For the first time, Kazakhstan is hosting a sitting British prime minister. However, David Cameron’s trip has generated more than its share of criticism, creating a cloud over what should be a diplomatic triumph for Astana. The controversy underscores the need for Kazakhstan to adopt fundamental economic and democratic reforms to firmly lodge the country in the West.
Prime Minister Cameron ventured to Central Asia in search of commercial relief for the recession-wracked United Kingdom. He brought along more than 30 businessmen with the objective of signing some $1 billion worth of deals. Said Cameron: “We are in a global race for jobs and investment. This is one of the most rapidly emerging countries in the world.”
While it’s true that energy-rich Astana has money to spend, it could attract more investment if it liberalized its economy. Kazakhstan comes in at 64 and 65, respectively, in the Economic Freedom of the World and Index of Economic Freedom. The country actually has fallen slightly in recent years.
If Astana improved its rating, future foreign delegations would be more likely to include investors as well as buyers. Analysts generally point to the need for market-oriented opening of the economy, more efficient and honest regulation, and improvement in the rule of law.
However, the controversy over the Cameron visit demonstrates the importance of political reform as well. Human Rights Watch chided the British premier as he embarked on his trip: “We are very concerned about the serious and deteriorating human rights situation there in recent years” and called on him to address the issue.
Prime Minister Cameron responded defensively: “Other European leaders have been and I think it’s high time a British prime minister went.” He undoubtedly focused on jobs when he planned his trip, but he was attacked for giving cover to what some describe as a repressive government. He then promised to raise the issue: “Nothing is off the agenda including human rights and Britain always stands up for human rights wherever we are in the world.”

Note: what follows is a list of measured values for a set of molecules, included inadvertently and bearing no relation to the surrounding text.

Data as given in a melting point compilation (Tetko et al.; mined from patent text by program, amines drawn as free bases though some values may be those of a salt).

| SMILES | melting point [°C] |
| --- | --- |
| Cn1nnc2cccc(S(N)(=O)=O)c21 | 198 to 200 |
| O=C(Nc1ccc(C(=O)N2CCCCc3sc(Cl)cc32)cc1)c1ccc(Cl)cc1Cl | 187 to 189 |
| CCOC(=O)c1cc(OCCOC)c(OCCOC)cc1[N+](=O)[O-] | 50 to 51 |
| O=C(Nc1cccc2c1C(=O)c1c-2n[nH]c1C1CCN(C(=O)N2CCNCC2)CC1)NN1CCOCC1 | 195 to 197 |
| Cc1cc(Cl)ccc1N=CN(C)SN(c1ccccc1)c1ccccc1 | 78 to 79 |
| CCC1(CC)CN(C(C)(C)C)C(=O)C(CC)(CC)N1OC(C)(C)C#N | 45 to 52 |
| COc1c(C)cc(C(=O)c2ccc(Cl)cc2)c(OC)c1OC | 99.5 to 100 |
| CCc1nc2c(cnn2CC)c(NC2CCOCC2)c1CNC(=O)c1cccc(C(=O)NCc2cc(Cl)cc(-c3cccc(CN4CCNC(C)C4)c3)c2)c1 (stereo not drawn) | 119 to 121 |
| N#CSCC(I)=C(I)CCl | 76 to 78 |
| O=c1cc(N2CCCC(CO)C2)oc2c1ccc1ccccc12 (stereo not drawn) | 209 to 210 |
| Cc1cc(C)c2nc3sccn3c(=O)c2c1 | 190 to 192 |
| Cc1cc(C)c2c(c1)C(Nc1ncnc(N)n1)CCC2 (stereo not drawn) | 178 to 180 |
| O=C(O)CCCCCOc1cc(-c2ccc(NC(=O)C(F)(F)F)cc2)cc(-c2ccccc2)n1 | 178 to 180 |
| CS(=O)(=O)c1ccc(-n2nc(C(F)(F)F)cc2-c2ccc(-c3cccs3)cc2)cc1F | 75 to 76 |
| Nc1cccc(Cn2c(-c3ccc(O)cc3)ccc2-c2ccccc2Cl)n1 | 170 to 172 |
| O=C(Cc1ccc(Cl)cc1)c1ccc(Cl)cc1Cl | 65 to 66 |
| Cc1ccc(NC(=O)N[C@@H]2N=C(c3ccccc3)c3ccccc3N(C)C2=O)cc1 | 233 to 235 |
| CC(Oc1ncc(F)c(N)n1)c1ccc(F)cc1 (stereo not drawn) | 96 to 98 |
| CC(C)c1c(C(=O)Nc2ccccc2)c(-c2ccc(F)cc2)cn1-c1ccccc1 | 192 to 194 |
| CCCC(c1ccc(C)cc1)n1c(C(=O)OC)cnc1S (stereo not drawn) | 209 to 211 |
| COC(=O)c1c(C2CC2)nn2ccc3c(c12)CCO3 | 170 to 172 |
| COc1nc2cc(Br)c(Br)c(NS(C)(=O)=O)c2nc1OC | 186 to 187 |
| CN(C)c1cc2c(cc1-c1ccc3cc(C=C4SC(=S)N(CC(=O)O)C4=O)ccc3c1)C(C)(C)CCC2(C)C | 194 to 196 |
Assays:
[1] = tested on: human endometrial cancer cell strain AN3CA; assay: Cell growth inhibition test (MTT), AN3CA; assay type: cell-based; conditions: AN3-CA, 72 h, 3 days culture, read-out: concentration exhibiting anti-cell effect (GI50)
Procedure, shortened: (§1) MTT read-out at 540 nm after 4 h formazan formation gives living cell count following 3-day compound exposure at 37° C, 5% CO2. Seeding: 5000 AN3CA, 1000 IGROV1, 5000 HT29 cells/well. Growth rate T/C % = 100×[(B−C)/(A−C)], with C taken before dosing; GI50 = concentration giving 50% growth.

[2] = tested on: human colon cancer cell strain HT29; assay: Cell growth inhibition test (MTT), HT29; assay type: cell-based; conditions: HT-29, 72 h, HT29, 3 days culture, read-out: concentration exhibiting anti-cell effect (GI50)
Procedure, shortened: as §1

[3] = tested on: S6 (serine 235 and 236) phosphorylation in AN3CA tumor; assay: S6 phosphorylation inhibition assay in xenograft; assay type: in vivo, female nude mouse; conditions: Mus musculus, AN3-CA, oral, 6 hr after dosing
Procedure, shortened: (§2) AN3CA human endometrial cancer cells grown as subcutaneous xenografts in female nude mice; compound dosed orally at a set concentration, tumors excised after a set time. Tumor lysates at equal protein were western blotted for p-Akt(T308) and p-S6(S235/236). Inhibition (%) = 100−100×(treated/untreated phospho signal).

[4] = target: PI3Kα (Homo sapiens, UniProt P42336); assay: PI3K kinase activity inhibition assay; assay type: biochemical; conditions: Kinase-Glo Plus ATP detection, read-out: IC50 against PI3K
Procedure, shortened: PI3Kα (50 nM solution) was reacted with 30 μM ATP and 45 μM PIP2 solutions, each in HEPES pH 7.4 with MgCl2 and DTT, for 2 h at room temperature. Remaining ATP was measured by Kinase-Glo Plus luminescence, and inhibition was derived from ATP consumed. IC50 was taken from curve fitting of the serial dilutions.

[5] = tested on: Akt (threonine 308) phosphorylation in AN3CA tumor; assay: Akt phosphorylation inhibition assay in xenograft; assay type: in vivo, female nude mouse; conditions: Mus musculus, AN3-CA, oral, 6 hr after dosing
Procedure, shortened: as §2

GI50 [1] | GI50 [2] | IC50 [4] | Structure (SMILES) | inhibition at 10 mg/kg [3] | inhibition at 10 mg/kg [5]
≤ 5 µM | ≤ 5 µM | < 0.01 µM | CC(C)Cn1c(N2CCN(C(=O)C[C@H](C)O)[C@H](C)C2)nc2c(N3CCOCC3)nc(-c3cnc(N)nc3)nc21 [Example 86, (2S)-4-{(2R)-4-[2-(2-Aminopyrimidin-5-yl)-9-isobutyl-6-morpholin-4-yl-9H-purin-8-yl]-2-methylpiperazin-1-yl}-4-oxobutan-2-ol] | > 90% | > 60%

Adding to the furor was the role of former Prime Minister Tony Blair, whose firm is consulting for Kazakh President Nursultan Nazarbayev. The contract is said to be worth $13 million and former Blair associates with their own companies also have been involved. Astana apparently believes that it has received good value for its money. The country’s foreign minister, Erian Idrissov, said: “We are very honored and privileged to have such attention on the part of two prime ministers.”
The Kazakh government sees its future in the West. That is good for Astana, as well as America and Europe. However, in today’s globalized world it is increasingly embarrassing for Western enterprises to do business in nations with poor human rights records. Political reform in Kazakhstan is necessary not only for its own sake, but also for Astana to take full advantage of expanding economic opportunities.
Kazakhstan will be facing its own political transition in the coming years as the aging Nazarbayev eventually concludes more than two decades in power. Even more important than preparing for a new leadership is inaugurating a freer society and more democratic political system.
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